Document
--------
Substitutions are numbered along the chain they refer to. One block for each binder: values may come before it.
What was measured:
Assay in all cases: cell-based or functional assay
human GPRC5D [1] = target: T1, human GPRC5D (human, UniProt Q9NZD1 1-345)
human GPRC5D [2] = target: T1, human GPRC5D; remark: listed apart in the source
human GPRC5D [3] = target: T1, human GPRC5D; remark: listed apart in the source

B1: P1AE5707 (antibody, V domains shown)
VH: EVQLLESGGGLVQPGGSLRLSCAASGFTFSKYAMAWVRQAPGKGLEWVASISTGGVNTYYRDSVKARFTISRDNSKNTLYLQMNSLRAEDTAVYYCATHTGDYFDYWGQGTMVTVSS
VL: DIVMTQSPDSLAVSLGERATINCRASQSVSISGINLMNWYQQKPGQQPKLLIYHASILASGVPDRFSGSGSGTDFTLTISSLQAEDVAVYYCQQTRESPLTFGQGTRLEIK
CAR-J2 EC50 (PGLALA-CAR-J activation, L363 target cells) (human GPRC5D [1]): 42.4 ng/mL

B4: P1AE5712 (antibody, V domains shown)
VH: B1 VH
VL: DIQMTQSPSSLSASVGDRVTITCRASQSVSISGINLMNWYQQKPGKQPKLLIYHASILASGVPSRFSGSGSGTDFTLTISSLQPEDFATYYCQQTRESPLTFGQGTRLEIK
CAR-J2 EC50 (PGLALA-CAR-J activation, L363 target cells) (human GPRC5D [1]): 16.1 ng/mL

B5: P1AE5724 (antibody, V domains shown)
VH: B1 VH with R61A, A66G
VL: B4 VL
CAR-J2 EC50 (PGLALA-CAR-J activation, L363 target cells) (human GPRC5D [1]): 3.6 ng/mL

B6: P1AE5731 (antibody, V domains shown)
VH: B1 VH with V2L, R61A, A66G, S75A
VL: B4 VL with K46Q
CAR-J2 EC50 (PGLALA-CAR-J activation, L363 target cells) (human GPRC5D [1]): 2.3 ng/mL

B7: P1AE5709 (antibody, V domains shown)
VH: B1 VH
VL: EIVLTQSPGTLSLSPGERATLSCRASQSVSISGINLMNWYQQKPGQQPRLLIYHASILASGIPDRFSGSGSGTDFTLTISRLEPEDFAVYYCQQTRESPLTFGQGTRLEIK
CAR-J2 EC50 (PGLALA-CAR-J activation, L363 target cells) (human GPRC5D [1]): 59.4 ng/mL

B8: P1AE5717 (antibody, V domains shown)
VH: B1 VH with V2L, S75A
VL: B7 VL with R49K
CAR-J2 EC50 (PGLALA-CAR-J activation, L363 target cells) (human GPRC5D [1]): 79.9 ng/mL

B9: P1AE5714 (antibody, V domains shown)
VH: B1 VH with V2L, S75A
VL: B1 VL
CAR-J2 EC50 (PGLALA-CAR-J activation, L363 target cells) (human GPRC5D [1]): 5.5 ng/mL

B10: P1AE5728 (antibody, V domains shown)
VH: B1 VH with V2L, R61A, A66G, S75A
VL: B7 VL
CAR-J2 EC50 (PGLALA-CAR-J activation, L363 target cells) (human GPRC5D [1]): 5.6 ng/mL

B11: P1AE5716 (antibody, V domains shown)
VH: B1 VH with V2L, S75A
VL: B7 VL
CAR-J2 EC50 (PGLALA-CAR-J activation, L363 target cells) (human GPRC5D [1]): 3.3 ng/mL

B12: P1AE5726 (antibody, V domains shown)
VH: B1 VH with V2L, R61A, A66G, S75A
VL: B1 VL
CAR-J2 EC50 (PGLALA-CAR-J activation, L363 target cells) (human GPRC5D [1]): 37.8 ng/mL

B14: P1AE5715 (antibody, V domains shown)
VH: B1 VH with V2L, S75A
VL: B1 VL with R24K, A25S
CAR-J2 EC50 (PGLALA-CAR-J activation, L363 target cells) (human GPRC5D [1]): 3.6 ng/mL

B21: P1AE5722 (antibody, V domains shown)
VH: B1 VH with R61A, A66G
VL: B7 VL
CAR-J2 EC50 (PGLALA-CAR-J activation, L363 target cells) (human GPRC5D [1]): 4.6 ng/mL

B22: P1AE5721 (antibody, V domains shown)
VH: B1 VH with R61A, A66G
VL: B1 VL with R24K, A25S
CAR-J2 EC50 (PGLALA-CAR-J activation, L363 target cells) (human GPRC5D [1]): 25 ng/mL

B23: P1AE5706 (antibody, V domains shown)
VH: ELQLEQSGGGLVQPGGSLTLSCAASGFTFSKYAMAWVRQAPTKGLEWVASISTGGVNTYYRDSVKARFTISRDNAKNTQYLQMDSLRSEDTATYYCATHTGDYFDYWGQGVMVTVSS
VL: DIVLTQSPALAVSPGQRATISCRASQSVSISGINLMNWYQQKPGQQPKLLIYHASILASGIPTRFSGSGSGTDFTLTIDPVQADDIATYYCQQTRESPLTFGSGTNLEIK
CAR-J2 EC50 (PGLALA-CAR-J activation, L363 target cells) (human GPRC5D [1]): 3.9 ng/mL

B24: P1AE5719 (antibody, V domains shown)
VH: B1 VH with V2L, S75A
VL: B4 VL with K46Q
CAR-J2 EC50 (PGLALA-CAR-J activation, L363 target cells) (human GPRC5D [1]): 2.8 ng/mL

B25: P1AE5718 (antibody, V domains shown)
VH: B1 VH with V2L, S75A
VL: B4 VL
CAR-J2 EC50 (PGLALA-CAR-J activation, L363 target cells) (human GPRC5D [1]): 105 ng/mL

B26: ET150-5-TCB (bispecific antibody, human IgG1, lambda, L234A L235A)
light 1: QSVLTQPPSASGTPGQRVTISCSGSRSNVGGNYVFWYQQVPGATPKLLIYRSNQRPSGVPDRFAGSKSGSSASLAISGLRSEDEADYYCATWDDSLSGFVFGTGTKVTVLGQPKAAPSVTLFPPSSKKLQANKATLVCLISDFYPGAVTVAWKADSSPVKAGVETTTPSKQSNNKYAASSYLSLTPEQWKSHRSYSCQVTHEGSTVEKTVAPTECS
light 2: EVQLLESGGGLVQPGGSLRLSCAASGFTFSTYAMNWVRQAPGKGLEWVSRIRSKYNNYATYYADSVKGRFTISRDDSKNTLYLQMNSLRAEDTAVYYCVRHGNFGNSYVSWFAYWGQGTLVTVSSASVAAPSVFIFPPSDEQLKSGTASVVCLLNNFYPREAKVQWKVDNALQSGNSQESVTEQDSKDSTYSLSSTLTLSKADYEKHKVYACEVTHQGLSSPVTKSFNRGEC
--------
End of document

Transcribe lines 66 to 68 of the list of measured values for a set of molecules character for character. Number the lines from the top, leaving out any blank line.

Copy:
CAR-J2 EC50 (PGLALA-CAR-J activation, L363 target cells) (human GPRC5D [1]): 2.8 ng/mL

B25: P1AE5718 (antibody, V domains shown)
VH: B1 VH with V2L, S75A